For a minute, try to forget the hype you hear about self-driving cars and think about the single-occupant, human-driven vehicle like this: A very inefficient way to use expensive city land. Not only do extra-wide roads take up a lot of space, there’s far too much property allocated to parking—about 20 percent of the land in many US downtowns are surface parking lots. Autonomous vehicles will require less than a third of the land that cars do now, which could then be used for anything but cars. Like more housing.
This is why San Francisco—a city that, geographically, has very little land—is not just planning on autonomous vehicles as a transportation solution. Done right, self-driving cars can also alleviate the city’s affordable housing crisis. “It’s a space issue,” said Tim Papandreou, chief innovation officer for San Francisco’s Municipal Transportation Agency (SFMTA), who recently spearheaded the city’s big proposal. “We have the data to prove we won’t need the space on the streets anymore. But if we do both shared and electric automated vehicles, we’re not just freeing up space in the street, we’re freeing up space in the lots.”
San Francisco’s vision is one of the seven finalists for the Smart City Challenge, the US Department of Transportation-sponsored contest to turn one American city into a transportation utopia. As one of the finalists, San Francisco received $100,000 to refine its proposal, and could get up to $50 million more for implementation when the winning Smart City is announced this summer.
But what San Francisco’s proposal also does is draw a very clear roadmap—and it is an actual road map—for how other cities can use this kind of technology to avoid their own catastrophic housing crises.
These before-and-after graphics from the presentation show a surprisingly obvious correlation between transportation and affordability in a city with limited space like San Francisco. Right now, San Francisco’s lowest-income residents are being priced out of the city due to a failure to add enough housing stock. Many people end up living further away, where public transit isn’t as good, and spending way too much on private transportation, which ends up creating a dirtier, more dangerous city.
Just moving 10 percent of San Francisco’s residents out of single-occupancy cars and into shared vehicles, public transit, or “active modes” like walking and biking would not only alleviate those mobility costs for families, but would also reduce emissions and prevent deaths on the street. Instead of building parking for all those cars, the city can build housing. People can afford to live closer to their jobs again, and there will actually be places for them to live.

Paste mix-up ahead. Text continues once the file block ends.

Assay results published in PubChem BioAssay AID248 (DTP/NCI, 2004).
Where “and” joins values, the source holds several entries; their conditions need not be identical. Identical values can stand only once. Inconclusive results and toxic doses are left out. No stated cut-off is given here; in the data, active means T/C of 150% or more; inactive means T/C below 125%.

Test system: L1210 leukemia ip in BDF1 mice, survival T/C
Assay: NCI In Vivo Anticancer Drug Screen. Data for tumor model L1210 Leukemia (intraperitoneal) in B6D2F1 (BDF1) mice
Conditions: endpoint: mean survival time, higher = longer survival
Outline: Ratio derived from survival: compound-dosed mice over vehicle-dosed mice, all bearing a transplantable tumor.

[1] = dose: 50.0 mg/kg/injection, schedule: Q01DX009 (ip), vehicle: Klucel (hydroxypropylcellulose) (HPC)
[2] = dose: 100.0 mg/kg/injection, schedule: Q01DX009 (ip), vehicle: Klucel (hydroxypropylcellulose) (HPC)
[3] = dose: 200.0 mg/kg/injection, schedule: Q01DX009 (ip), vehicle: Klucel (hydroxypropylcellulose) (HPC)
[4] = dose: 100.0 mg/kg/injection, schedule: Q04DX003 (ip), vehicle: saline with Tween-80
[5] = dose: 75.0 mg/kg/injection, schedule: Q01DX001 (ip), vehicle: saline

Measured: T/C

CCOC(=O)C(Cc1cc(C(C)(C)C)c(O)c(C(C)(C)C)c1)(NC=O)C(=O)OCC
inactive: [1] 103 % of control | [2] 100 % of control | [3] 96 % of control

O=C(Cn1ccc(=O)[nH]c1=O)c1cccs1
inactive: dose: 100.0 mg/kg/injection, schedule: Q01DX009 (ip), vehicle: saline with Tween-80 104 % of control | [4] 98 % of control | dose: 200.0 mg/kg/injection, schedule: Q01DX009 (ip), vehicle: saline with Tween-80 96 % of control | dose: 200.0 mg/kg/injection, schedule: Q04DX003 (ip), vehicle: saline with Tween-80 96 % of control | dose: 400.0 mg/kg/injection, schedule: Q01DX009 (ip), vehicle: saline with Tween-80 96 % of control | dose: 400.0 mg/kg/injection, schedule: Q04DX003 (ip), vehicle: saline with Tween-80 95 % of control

This is not a challenge that’s unique to San Francisco, said Papandreou. But San Francisco is unique in the sense that its growth has routinely been fought by NIMBYs who don’t want the city to add density—mostly in the form of taller buildings. The secret of the plan, said Papandreou, is that it wouldn’t add much density to the city at all in the form of high-rises. It would really just be converting surface parking lots and parking garages into all sorts of things that make cities more livable.
I’ve collected a few nice visualizations that show the future land-use benefits from autonomous vehicles. But this timeline of how San Francisco plans to get from here to there beautifully illustrates the process for how that change might occur. The city can literally swap parking lots for parks.
What’s most important to note is that this isn’t just a “self-driving car solution,” but rather a movement towards fewer cars, with a full technological overhaul of all the vehicles in the city. Because it’s not just personal cars that are taking up so much space, but also city vehicles like street sweepers, garbage trucks, and delivery vans. “Notice that I always say ‘automated technology,’” said Papandreou. “The future is not going to be happening in the cars of today.” So San Francisco is looking at how to apply this kind of thinking throughout all types of mobility—and beyond wheeled vehicles, like automated drones.
The conversation around autonomous vehicles has become a distraction from a lot of the important conversations that cities need to be having about their futures right now. People are worried about autonomous vehicles adding more cars to streets, and Papandreou said the city could easily introduce some kind of congestion pricing to discourage this. But his argument is that by staying laser-focused on adding residential density, and improving transit options, and making communities walkable, the problem takes care of itself. “We have to increase housing supply,” said Papandreou. “And if we increase housing supply, you don’t need cars at all.”